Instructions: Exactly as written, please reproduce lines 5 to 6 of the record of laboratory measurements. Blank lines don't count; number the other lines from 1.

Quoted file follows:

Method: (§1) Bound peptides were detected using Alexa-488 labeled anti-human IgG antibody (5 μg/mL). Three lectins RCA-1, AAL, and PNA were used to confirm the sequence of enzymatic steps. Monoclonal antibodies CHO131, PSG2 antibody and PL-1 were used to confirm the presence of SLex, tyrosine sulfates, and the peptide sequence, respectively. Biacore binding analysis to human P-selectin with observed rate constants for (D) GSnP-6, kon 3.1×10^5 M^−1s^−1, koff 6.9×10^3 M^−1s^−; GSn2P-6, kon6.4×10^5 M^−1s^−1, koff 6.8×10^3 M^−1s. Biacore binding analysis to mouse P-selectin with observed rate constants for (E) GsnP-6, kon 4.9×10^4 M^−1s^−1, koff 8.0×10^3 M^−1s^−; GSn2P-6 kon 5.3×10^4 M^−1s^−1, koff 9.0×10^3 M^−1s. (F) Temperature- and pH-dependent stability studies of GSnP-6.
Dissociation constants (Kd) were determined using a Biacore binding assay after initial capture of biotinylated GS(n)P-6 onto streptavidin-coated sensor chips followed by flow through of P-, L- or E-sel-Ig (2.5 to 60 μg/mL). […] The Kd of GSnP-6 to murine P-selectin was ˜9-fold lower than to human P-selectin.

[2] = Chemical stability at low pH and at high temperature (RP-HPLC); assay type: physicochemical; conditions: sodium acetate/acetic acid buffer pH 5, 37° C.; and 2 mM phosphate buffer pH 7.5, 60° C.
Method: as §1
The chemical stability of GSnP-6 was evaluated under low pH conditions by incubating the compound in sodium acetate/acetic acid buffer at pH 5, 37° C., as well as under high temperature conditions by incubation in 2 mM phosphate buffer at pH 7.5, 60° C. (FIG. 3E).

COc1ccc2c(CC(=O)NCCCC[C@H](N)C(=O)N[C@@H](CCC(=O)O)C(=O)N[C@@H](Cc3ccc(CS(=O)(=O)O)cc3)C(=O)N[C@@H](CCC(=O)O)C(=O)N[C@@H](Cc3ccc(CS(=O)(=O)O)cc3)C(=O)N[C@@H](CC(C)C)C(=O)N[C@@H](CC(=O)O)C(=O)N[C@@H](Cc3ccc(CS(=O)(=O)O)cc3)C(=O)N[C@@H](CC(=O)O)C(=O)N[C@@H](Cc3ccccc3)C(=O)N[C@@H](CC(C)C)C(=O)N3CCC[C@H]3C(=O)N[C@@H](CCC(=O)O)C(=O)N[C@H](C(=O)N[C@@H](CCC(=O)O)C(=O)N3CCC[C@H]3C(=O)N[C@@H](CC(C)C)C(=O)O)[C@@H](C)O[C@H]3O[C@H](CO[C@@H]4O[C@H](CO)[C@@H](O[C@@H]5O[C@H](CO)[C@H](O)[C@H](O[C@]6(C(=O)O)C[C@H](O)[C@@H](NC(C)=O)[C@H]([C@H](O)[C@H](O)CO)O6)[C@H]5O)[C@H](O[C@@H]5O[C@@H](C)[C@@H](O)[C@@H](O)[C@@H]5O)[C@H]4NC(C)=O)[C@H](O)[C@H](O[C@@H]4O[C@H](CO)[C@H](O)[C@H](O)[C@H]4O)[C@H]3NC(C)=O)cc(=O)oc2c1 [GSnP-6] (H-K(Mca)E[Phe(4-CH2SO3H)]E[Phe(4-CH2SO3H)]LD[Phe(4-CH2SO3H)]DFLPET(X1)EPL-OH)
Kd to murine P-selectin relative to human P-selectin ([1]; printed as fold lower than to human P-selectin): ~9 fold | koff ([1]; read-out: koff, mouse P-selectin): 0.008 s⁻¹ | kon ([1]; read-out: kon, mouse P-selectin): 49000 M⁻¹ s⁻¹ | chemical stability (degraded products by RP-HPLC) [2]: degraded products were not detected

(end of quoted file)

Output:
The chemical stability of GSnP-6 was evaluated under low pH conditions by incubating the compound in sodium acetate/acetic acid buffer at pH 5, 37° C., as well as under high temperature conditions by incubation in 2 mM phosphate buffer at pH 7.5, 60° C. (FIG. 3E).

COc1ccc2c(CC(=O)NCCCC[C@H](N)C(=O)N[C@@H](CCC(=O)O)C(=O)N[C@@H](Cc3ccc(CS(=O)(=O)O)cc3)C(=O)N[C@@H](CCC(=O)O)C(=O)N[C@@H](Cc3ccc(CS(=O)(=O)O)cc3)C(=O)N[C@@H](CC(C)C)C(=O)N[C@@H](CC(=O)O)C(=O)N[C@@H](Cc3ccc(CS(=O)(=O)O)cc3)C(=O)N[C@@H](CC(=O)O)C(=O)N[C@@H](Cc3ccccc3)C(=O)N[C@@H](CC(C)C)C(=O)N3CCC[C@H]3C(=O)N[C@@H](CCC(=O)O)C(=O)N[C@H](C(=O)N[C@@H](CCC(=O)O)C(=O)N3CCC[C@H]3C(=O)N[C@@H](CC(C)C)C(=O)O)[C@@H](C)O[C@H]3O[C@H](CO[C@@H]4O[C@H](CO)[C@@H](O[C@@H]5O[C@H](CO)[C@H](O)[C@H](O[C@]6(C(=O)O)C[C@H](O)[C@@H](NC(C)=O)[C@H]([C@H](O)[C@H](O)CO)O6)[C@H]5O)[C@H](O[C@@H]5O[C@@H](C)[C@@H](O)[C@@H](O)[C@@H]5O)[C@H]4NC(C)=O)[C@H](O)[C@H](O[C@@H]4O[C@H](CO)[C@H](O)[C@H](O)[C@H]4O)[C@H]3NC(C)=O)cc(=O)oc2c1 [GSnP-6] (H-K(Mca)E[Phe(4-CH2SO3H)]E[Phe(4-CH2SO3H)]LD[Phe(4-CH2SO3H)]DFLPET(X1)EPL-OH)